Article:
Pelosi’s spokesman, Drew Hammill, wrote on Twitter that she and Mnuchin spoke for 45 minutes and found “more clarity and common ground” and that “both sides are serious about finding a compromise.” Another conversation is slated for Wednesday.

The Pelosi-Mnuchin talks also involve pandemic jobless aid, a second round of $1,200 direct payments, and money for schools, testing and vaccines.

Pelosi had said Tuesday was a deadline day, but clarified in an interview with Bloomberg News that the aim is to spur the two sides to exchange their best proposals on a host of unresolved issues, not to close out all of their disagreements or have final legislative language at hand.

“Let’s see where we are,” Pelosi said Tuesday. “We all want to get an agreement.”

Aides familiar with the talks say the price tag for a potential Pelosi-Mnuchin deal is inching close to $2 trillion. Senate Republicans are recoiling at both the size of the measure and Pelosi’s demands, even as Trump is beating the drums for an agreement.

“I want to do it even bigger than the Democrats. Not every Republican agrees,” Trump said Tuesday on Fox News. “But they will.”

But Republicans have spent months talking about a smaller aid package and the top GOP vote-counter, Sen. John Thune, said Monday that “it would be hard” to find the necessary Republican support for passage of any agreement in that range.

McConnell, meanwhile, is pushing ahead with votes this week on GOP measures that stand little chance of advancing. On Tuesday, the GOP-held chamber went on record in favor of another round of payroll subsidies for businesses such as restaurants and hotels that are having particular difficulty during the pandemic.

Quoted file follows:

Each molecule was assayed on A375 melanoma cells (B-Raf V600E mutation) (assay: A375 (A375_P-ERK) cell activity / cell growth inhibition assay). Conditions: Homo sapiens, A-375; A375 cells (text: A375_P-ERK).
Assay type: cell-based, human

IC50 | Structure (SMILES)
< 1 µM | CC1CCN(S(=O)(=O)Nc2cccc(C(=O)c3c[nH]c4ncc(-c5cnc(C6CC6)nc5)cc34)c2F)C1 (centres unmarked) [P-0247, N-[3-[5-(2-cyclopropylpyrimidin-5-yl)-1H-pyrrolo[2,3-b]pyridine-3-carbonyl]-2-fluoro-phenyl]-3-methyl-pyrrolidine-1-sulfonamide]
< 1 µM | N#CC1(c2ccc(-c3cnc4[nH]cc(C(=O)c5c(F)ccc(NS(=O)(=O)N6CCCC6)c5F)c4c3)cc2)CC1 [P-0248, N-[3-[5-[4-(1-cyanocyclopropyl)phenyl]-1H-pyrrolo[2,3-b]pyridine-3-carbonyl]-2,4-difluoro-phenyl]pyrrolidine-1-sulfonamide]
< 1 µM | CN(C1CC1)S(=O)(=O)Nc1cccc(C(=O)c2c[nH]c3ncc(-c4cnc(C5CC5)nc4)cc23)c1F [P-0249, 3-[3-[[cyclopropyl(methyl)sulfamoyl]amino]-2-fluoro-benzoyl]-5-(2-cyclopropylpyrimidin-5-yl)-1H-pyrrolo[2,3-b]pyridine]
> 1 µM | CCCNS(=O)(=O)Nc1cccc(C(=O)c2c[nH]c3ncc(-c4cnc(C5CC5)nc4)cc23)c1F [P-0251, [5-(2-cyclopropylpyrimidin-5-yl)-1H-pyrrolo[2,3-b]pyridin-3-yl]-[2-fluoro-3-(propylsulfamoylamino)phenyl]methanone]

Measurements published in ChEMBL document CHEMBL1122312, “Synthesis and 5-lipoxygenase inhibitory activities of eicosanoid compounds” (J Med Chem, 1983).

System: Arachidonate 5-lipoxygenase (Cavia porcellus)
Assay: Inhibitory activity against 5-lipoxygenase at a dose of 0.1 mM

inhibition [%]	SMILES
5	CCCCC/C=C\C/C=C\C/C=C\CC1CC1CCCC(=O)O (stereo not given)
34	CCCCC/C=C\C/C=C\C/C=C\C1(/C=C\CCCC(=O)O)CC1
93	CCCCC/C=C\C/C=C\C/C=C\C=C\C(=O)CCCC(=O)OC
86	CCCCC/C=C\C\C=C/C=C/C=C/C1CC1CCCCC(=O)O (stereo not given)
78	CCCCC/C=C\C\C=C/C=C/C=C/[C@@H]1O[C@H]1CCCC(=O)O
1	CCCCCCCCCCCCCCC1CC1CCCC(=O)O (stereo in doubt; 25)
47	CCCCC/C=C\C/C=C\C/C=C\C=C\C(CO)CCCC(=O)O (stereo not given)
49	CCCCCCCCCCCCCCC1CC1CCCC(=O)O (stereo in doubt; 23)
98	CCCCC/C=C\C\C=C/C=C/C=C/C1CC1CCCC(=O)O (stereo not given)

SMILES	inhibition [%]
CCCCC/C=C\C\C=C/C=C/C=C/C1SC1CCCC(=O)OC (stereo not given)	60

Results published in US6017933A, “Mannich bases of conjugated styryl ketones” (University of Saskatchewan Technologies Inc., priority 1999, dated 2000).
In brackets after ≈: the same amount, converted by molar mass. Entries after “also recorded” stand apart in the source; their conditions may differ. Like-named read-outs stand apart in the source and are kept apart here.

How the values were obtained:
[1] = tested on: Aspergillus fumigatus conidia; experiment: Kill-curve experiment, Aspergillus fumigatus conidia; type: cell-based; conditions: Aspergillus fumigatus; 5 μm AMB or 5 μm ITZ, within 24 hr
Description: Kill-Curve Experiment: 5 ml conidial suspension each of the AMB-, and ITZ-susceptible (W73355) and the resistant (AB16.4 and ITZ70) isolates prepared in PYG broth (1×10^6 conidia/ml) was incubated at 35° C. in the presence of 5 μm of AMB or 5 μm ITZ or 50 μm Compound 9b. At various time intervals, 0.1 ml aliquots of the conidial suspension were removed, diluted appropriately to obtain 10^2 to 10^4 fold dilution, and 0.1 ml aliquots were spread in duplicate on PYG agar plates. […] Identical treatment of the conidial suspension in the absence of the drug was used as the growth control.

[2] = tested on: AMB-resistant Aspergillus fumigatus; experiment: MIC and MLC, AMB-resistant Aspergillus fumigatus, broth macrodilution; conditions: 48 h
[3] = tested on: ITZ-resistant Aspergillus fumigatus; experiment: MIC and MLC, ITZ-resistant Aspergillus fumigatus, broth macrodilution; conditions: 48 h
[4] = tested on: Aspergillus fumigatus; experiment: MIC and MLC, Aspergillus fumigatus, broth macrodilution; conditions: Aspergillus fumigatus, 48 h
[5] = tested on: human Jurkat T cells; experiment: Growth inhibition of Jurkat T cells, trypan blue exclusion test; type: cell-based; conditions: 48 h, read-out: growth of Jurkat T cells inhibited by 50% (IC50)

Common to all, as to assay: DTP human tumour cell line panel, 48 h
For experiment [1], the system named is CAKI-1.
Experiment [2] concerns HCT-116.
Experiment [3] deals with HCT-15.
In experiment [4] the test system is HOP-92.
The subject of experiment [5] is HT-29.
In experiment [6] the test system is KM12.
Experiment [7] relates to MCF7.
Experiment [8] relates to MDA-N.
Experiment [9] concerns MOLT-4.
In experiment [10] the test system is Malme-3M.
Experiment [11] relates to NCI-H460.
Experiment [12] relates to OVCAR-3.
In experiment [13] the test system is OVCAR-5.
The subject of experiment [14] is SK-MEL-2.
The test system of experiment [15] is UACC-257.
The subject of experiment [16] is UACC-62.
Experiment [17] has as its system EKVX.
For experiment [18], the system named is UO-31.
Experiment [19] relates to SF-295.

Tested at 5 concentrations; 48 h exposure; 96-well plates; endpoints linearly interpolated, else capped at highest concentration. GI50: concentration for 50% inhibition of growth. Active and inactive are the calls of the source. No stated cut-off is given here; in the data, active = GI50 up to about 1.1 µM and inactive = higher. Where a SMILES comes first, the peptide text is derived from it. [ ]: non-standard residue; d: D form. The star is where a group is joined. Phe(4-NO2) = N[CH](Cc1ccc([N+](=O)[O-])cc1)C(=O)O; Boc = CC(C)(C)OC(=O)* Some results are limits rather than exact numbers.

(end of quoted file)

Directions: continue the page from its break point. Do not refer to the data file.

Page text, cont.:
But while the vote put the Senate on record as supportive of the idea, it’s not aimed at advancing the measure through time-consuming procedural steps that could interfere with a floor schedule dominated by the nomination of Amy Coney Barrett to the Supreme Court.

On Wednesday, Trump’s GOP allies in the Senate are slated to support a revote on a virus proposal with a net cost of about $500 billion, though it does not include the $1,200 direct payments that are so important to Trump. But the Senate GOP bill has failed once before, and Trump himself says it’s too puny.

The goodwill and bipartisanship that powered the $1.8 trillion bipartisan CARES Act into law in March has largely dissipated. It passed by an overwhelming margin as the economy went into lockdown. Since then, Trump and many of his GOP allies have focused on loosening social and economic restrictions as the key to recovery instead of more taxpayer-funded help.

The moment is challenging for Pelosi as well. For months she has been promising a COVID relief package of more than $2 trillion stuffed with Obama-era stimulus ideas. Even though the Senate and White House are both in GOP hands — and will be at least into January — she has sharply rebuffed anyone who suggests that Democrats should take a smaller deal now rather than risk going home empty-handed until next year.